Aldi

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ICMR Case Collection
Icfai Center for Management Research

Aldi: A Low-Cost Retail Giant’s Distinctive
Business Practices
BSTR252
This case was written by Shirisha Regani and under the direction of S.S. George, Icfai Center for Management Research (ICMR). It was compiled from published sources, and is intended to be used as a basis for class discussion rather than to illustrate either effective or ineffective handling of a management situation.

For use by students of Icfai Flexible Learning programs.
Not to be reproduced or distributed in any form or by any means

 2007, The Icfai Center for Management Research. All rights reserved. No part of this publication may be reproduced, stored in a retrieval system, used in a spreadsheet, or transmitted in any form or by any means- electronic or mechanical, without permission. To order copies, call +91-40-2343-0462/63 or write to Icfai Center for Management Research, Plot # 49, Nagarjuna Hills, Hyderabad 500 082, India or email icmr@icfai.org. Website: www.icmrindia.org

BSTR/252

Aldi: A Low-Cost Retail Giant’s Distinctive
Business Practices
“There are people who say there is no room to compete with Wal-Mart on price, but Aldi has figured out a way to do it.”
– Russ Jones, Vice President at Cap Gemini Ernst & Young, 1 in 2002.2 “We certainly recognize Aldi as being a tough competitor.” – Bill Wertz, a spokesman for Wal-Mart, in 2004.3
“We run our businesses extremely efficiently and reflect that in the price. There is no such thing as a free carrier bag or a free loyalty point. The cost is always passed on to the customer.” – Tony Baines, Head of Buying for Aldi in the UK, in 2005.4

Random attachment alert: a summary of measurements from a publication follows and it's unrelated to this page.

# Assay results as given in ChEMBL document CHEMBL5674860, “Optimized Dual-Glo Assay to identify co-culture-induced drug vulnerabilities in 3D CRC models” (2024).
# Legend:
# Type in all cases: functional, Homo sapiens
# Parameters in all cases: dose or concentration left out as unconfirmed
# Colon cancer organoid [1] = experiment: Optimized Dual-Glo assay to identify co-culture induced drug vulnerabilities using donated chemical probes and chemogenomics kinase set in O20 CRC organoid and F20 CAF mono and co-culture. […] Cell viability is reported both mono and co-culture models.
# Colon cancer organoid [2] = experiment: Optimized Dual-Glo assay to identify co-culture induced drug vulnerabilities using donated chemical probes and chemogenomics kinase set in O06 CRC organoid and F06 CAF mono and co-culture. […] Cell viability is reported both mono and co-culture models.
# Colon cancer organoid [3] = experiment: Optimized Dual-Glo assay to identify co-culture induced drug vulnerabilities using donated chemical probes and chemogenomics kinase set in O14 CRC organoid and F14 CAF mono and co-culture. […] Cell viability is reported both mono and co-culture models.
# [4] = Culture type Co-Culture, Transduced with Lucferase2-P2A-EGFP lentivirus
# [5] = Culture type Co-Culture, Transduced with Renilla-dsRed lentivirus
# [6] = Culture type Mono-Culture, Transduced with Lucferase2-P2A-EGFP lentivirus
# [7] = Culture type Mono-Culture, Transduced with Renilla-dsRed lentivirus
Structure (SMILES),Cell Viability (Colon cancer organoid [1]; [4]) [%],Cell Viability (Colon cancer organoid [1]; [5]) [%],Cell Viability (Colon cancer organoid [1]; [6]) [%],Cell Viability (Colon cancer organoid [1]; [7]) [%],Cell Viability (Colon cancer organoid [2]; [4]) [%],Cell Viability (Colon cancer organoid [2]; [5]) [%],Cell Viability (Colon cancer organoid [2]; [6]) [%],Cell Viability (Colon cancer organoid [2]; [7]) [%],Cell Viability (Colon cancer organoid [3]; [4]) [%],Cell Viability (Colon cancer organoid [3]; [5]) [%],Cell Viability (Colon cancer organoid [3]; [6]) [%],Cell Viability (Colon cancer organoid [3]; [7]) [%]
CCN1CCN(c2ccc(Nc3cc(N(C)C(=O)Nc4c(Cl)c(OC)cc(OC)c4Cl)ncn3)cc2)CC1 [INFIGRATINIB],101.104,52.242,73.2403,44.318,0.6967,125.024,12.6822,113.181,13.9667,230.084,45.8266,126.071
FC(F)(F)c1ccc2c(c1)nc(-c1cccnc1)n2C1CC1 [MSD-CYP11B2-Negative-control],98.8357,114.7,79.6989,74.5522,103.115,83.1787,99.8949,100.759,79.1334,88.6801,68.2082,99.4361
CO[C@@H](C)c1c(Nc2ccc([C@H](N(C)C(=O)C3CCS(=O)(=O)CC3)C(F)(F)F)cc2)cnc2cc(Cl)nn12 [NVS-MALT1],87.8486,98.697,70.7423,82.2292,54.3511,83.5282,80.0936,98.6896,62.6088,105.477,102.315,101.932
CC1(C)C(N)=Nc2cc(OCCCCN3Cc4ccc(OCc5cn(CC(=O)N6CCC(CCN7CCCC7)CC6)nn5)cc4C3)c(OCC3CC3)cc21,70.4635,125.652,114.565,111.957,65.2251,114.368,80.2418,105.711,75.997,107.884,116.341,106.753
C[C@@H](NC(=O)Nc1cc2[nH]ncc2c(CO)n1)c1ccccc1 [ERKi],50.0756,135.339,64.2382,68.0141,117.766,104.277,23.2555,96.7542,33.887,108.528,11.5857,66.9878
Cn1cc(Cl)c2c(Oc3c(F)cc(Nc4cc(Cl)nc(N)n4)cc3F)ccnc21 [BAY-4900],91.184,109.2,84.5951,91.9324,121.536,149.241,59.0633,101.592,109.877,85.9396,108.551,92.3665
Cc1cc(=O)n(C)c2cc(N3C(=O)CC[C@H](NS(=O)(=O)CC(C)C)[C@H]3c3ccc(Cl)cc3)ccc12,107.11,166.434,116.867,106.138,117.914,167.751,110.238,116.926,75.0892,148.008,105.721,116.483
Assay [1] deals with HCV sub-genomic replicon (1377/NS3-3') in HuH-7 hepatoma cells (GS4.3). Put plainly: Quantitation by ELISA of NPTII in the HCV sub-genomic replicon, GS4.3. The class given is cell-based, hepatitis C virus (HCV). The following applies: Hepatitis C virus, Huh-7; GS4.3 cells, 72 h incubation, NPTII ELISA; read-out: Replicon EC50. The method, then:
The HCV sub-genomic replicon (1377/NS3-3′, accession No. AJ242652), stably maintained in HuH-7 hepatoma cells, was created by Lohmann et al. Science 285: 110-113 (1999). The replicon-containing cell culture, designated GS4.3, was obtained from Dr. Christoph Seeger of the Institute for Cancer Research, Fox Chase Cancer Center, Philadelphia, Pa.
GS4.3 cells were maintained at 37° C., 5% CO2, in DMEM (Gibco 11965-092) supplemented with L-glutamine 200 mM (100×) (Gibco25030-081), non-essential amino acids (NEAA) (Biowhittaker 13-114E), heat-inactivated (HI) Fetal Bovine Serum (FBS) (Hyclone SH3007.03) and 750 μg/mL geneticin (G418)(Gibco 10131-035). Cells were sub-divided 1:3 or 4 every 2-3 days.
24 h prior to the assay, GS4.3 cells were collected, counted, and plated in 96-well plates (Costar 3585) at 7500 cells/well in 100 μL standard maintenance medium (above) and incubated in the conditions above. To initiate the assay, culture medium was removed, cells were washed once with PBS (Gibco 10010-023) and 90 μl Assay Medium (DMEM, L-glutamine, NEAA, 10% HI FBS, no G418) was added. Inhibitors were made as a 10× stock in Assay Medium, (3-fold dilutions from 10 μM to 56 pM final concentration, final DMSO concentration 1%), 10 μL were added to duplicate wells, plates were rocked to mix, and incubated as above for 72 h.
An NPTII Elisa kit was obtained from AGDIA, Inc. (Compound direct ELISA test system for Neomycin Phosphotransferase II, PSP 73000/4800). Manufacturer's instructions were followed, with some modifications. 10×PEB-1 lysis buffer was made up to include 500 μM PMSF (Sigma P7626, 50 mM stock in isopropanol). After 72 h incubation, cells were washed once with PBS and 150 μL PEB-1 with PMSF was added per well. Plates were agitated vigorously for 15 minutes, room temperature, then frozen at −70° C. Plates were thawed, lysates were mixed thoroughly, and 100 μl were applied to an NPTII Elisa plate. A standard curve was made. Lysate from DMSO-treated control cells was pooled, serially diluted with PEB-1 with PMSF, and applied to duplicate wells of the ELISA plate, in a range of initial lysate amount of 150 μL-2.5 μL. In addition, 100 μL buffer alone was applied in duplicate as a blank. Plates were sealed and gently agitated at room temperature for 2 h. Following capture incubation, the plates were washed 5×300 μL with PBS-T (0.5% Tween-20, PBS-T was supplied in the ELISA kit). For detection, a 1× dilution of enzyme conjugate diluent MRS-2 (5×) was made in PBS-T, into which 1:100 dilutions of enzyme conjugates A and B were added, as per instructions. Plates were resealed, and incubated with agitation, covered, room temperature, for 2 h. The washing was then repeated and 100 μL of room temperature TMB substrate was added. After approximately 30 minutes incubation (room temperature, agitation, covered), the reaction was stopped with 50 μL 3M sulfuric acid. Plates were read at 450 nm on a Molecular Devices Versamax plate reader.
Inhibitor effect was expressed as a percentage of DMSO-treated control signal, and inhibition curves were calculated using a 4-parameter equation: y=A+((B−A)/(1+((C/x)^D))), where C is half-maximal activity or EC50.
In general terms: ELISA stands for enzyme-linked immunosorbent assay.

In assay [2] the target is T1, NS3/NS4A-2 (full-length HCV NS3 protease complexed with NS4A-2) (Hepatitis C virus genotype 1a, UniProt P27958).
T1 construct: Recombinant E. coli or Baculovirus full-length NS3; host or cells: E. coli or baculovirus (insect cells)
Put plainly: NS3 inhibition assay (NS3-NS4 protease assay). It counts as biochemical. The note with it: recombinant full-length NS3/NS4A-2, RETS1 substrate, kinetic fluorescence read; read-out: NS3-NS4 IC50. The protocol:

THE LAND OF THE HARD DISCOUNTER
In July 2006, Wal-Mart Stores Inc. (Wal-Mart)5, the largest and most successful retailer in the world, announced that it would close down its retail operations in Germany and exit the market. At the time of the exit, Wal-Mart operated 85 stores in Germany. The company announced that it would sell its operations to German retail major Metro AG6. The financial details of the agreement were not disclosed, but Wal-Mart reportedly booked a $918 million pre-tax loss on the venture.7 Other than the South Korean market (from which Wal-Mart exited in May 2006)8, Germany was the only other international market in which the company had faced major problems. Wal-Mart had entered Germany in 1998, but had found the going tough from the very beginning. The main reason for this was the clout enjoyed by hard discounters9 like the Aldi Group (Aldi) and Lidl & Schwarz Stiftung & Co (Lidl) in the country. Wal-Mart, known worldwide for its low prices, had 1

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An international retail consultancy based in Paris.
John Karolefski, “Aldi,” Brandchannel, July 10, 2002.
“The Next Wal-Mart,” BusinessWeek, April 26, 2004.
Carol Midgley, “The Bargain Hunters,” Times Online, October 31, 2005 Wal-Mart based in the US, operated discount stores, combination discount and grocery stores, and Supercenters in most of the major markets around the world. In the fiscal year ended January 2006, Wal-Mart had sales of $315 billion and employed more than 1.8 million people. The company operated more than 6000 stores around the world. Metro was the biggest retailer in Germany. In the fiscal year ended December 2005, the company had revenues of $65.9 billion. The company operated around 2,100 wholesale stores, supermarkets, hypermarkets, department stores, and Media Markt and Saturn consumer electronics stores around the world (although more than two-thirds of its operations were in Germany). (www.hoovers.com)

“Wal-Mart F3Q07 (Qtr End 10/31/06) Earnings Call Transcript,” http://retail.seekingalpha.com, November 14, 2006.
Wal-Mart exited South Korea, selling its 16 stores to a local retailer, the Shinsegae Group, for $882 million. Hard discount stores are those which sell products at prices that are even lower than those in traditional discount stores like...
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